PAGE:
Spio

Summary

In Greek mythology, Spio (Ancient Greek: Σπειώ means 'the dweller in the caves'[1]) was one of the 50 Nereids, marine-nymph daughters of the 'Old Man of the Sea' Nereus and the Oceanid Doris.[2] Variations of her name were Speio[3] and Speo.[4]

Mythology

Speio and her other sisters appear to Thetis when she cries out in sympathy for the grief of Achilles at the slaying of his friend Patroclus.[5]

In some accounts, Spio, together with her sisters Cymodoce, Nesaea and Thalia, was one of the nymphs in the train of Cyrene[6] Later on, these four together with their other sisters Thetis, Melite and Panopea, were able to help the hero Aeneas and his crew during a storm.[7]

Note

  1. ^ Kerényi, Carl (1951). The Gods of the Greeks. London: Thames and Hudson. p. 64.
  2. ^ Apollodorus, 1.2.7; Hyginus, Fabulae Preface
  3. ^ Homer, Iliad 18.40
  4. ^ Hesiod, Theogony 245
  5. ^ Homer, Iliad 18.39-51
  6. ^ Virgil, Georgics 4.338 "But his mother heard the cry from her bower beneath the river’s depths. About her the Nymphs were spinning fleeces of Miletus, dyed with rich glassy hue – Drymo and Xantho, Ligea and Phyllodoce, their shining tresses floating over snowy necks; Nesaea and Spio, Thalia and Cymodoce [four Nereids];"
  7. ^ Virgil, Aeneid 5.826

References

  • Apollodorus, The Library with an English Translation by Sir James George Frazer, F.B.A., F.R.S. in 2 Volumes, Cambridge, MA, Harvard University Press; London, William Heinemann Ltd. 1921. ISBN 0-674-99135-4. Online version at the Perseus Digital Library. Greek text available from the same website.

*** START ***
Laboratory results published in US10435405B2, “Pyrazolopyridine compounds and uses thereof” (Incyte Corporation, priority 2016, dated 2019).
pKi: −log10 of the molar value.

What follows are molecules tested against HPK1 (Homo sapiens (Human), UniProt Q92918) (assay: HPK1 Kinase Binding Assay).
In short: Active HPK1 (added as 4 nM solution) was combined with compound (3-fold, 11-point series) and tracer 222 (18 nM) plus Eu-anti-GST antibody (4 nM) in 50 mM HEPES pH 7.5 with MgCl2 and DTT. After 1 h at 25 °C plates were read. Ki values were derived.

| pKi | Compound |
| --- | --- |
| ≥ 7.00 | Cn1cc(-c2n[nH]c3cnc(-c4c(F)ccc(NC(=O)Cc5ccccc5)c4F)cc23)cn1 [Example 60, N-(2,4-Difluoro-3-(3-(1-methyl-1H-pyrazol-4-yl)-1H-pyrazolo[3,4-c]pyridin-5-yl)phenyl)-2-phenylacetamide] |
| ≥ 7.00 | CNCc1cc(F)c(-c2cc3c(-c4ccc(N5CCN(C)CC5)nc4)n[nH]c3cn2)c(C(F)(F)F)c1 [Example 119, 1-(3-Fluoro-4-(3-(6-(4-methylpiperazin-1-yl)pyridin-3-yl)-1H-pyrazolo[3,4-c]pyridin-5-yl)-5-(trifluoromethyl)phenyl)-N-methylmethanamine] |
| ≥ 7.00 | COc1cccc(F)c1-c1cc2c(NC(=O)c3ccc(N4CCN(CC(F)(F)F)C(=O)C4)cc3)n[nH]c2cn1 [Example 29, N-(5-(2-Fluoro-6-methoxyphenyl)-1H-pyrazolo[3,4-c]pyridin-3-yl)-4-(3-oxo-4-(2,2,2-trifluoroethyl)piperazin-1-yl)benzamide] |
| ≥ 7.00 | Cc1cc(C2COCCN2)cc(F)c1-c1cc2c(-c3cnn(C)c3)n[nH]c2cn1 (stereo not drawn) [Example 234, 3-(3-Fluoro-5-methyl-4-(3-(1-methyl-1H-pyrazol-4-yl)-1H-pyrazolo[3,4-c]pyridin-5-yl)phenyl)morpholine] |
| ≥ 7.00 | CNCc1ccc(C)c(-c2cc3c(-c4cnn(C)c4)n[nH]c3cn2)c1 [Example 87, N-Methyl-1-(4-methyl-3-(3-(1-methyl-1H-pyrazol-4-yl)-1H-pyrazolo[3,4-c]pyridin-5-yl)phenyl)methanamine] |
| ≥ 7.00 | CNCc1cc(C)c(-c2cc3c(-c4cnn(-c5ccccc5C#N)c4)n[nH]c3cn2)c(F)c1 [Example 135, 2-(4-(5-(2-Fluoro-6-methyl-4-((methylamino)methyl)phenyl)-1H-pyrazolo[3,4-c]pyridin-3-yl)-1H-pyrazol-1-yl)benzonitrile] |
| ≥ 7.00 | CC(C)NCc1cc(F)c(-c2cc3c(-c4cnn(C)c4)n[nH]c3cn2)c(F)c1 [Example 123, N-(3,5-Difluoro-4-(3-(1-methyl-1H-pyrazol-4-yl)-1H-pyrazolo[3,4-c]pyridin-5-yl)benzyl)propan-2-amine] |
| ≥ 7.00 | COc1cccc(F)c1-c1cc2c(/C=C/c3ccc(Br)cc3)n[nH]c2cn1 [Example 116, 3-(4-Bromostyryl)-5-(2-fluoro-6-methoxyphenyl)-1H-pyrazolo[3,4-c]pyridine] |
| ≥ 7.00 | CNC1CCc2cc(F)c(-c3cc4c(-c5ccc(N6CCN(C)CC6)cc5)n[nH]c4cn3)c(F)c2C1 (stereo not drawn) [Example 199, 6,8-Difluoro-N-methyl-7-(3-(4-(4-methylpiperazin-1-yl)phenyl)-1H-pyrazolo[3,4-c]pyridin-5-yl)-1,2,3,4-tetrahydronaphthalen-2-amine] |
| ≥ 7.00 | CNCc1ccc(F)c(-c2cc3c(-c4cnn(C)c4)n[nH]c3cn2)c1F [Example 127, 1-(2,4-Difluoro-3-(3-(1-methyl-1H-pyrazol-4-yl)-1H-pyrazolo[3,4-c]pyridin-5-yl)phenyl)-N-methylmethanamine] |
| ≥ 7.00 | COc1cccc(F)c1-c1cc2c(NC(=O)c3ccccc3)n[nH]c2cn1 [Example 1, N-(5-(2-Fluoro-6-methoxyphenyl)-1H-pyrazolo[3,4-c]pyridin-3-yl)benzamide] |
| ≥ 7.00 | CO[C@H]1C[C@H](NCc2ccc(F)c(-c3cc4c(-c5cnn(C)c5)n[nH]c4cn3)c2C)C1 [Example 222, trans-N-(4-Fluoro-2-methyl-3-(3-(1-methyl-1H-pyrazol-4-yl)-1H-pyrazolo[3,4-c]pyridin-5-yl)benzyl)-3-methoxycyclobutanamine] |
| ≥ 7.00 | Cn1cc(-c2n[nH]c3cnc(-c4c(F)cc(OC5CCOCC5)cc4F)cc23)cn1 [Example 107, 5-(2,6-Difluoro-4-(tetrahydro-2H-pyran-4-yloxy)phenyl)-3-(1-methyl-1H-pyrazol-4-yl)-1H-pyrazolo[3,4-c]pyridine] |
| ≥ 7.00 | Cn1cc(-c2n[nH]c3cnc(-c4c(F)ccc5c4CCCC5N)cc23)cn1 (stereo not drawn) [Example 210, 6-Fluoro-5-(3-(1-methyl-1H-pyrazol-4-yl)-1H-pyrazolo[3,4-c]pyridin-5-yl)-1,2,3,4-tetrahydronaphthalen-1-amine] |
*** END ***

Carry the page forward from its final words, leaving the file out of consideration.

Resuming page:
• Hesiod, Theogony from The Homeric Hymns and Homerica with an English Translation by Hugh G. Evelyn-White, Cambridge, MA.,Harvard University Press; London, William Heinemann Ltd. 1914. Online version at the Perseus Digital Library. Greek text available from the same website.
  • Homer, The Iliad with an English Translation by A.T. Murray, Ph.D. in two volumes. Cambridge, MA., Harvard University Press; London, William Heinemann, Ltd. 1924. Online version at the Perseus Digital Library.
  • Homer, Homeri Opera in five volumes. Oxford, Oxford University Press. 1920. Greek text available at the Perseus Digital Library.
  • Kerényi, Carl, The Gods of the Greeks, Thames and Hudson, London, 1951.
  • Publius Vergilius Maro, Aeneid. Theodore C. Williams. trans. Boston. Houghton Mifflin Co. 1910. Online version at the Perseus Digital Library.
  • Publius Vergilius Maro, Bucolics, Aeneid, and Georgics. J. B. Greenough. Boston. Ginn & Co. 1900. Latin text available at the Perseus Digital Library.
  • Publius Vergilius Maro, Bucolics, Aeneid, and Georgics of Vergil. J. B. Greenough. Boston. Ginn & Co. 1900. Online version at the Perseus Digital Library.